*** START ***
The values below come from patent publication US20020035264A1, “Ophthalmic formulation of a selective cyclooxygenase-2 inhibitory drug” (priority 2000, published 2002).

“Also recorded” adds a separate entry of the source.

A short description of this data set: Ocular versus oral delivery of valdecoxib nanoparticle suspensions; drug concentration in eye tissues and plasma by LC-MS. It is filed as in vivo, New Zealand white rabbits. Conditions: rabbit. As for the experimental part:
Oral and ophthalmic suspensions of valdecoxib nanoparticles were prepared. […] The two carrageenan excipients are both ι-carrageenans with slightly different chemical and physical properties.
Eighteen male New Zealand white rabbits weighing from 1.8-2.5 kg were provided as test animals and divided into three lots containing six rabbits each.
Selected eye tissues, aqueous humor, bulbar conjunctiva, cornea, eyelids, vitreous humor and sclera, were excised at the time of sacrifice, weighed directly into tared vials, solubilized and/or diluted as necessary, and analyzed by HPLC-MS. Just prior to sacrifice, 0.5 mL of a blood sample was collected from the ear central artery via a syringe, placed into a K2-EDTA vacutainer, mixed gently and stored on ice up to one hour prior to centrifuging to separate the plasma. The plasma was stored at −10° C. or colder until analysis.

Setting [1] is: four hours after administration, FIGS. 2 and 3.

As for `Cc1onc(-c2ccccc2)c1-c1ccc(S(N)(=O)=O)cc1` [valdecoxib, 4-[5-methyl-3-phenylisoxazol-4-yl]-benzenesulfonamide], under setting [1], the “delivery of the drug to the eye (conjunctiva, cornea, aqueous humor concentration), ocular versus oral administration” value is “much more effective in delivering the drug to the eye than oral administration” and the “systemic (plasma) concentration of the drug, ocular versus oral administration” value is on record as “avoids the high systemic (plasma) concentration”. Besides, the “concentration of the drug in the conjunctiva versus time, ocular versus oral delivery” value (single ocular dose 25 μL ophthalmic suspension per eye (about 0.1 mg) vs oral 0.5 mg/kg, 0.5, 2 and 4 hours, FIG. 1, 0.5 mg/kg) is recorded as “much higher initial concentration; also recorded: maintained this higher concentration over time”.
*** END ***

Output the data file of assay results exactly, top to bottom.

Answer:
The values below come from patent publication US20020035264A1, “Ophthalmic formulation of a selective cyclooxygenase-2 inhibitory drug” (priority 2000, published 2002).

“Also recorded” adds a separate entry of the source.

A short description of this data set: Ocular versus oral delivery of valdecoxib nanoparticle suspensions; drug concentration in eye tissues and plasma by LC-MS. It is filed as in vivo, New Zealand white rabbits. Conditions: rabbit. As for the experimental part:
Oral and ophthalmic suspensions of valdecoxib nanoparticles were prepared. […] The two carrageenan excipients are both ι-carrageenans with slightly different chemical and physical properties.
Eighteen male New Zealand white rabbits weighing from 1.8-2.5 kg were provided as test animals and divided into three lots containing six rabbits each.
Selected eye tissues, aqueous humor, bulbar conjunctiva, cornea, eyelids, vitreous humor and sclera, were excised at the time of sacrifice, weighed directly into tared vials, solubilized and/or diluted as necessary, and analyzed by HPLC-MS. Just prior to sacrifice, 0.5 mL of a blood sample was collected from the ear central artery via a syringe, placed into a K2-EDTA vacutainer, mixed gently and stored on ice up to one hour prior to centrifuging to separate the plasma. The plasma was stored at −10° C. or colder until analysis.

Setting [1] is: four hours after administration, FIGS. 2 and 3.

As for `Cc1onc(-c2ccccc2)c1-c1ccc(S(N)(=O)=O)cc1` [valdecoxib, 4-[5-methyl-3-phenylisoxazol-4-yl]-benzenesulfonamide], under setting [1], the “delivery of the drug to the eye (conjunctiva, cornea, aqueous humor concentration), ocular versus oral administration” value is “much more effective in delivering the drug to the eye than oral administration” and the “systemic (plasma) concentration of the drug, ocular versus oral administration” value is on record as “avoids the high systemic (plasma) concentration”. Besides, the “concentration of the drug in the conjunctiva versus time, ocular versus oral delivery” value (single ocular dose 25 μL ophthalmic suspension per eye (about 0.1 mg) vs oral 0.5 mg/kg, 0.5, 2 and 4 hours, FIG. 1, 0.5 mg/kg) is recorded as “much higher initial concentration; also recorded: maintained this higher concentration over time”.